A new study pinpoints blood markers that can help diagnose depression in patients.
The test measures levels of nine RNA molecules, which are like DNA's squires that carry out its instructions.
Three of the nine markers remained the same even when the depressed patient went into remission, which might indicate that the person is more vulnerable to the disorder.
The test also showed the effects of cognitive behavioral therapy (CBT), a type of psychotherapy that gently reroutes your thoughts to more effectively deal with mental health issues.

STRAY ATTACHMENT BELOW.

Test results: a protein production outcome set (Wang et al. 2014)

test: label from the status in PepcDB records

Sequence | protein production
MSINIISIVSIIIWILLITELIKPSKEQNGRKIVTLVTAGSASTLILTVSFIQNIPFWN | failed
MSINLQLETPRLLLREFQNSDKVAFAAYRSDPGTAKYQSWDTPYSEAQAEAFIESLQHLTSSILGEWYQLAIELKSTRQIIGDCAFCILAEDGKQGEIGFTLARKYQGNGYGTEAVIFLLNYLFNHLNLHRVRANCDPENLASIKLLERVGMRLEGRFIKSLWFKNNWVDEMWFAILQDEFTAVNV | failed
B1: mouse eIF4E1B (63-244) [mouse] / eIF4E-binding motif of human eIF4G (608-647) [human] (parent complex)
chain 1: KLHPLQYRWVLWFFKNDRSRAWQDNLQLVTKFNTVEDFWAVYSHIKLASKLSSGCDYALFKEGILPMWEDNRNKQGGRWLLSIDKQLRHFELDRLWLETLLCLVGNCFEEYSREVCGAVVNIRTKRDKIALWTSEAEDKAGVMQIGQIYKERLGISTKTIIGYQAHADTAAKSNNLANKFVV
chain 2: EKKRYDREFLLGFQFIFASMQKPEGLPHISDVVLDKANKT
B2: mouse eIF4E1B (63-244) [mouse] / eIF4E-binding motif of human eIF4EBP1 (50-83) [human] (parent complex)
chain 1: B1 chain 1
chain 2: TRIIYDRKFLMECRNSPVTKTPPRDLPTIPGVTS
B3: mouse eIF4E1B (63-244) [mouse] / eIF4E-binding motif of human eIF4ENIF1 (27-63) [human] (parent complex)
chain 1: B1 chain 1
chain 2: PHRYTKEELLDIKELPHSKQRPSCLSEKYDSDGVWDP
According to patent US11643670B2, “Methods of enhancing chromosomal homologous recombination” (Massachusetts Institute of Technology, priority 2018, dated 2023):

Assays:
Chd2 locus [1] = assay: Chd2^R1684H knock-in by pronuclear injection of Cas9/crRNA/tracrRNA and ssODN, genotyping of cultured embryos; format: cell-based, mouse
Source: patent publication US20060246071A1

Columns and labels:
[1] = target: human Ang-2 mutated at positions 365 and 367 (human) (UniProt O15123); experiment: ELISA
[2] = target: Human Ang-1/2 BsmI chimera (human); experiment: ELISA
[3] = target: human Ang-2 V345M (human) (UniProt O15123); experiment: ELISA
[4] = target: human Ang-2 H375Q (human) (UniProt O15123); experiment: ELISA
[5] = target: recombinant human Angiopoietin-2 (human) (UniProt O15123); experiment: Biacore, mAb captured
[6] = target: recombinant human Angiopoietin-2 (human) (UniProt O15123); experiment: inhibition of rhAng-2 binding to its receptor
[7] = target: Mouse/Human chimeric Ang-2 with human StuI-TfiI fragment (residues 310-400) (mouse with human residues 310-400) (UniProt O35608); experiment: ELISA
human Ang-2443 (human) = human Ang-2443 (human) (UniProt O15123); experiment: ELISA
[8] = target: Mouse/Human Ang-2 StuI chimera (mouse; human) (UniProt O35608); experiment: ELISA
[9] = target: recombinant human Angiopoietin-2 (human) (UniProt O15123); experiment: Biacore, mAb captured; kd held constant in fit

Attempting to find a test like this isn't new to the field. The researchers write:
The search for an objective diagnostic test with high sensitivity and specificity for [major depressive disorder] has been ongoing for decades.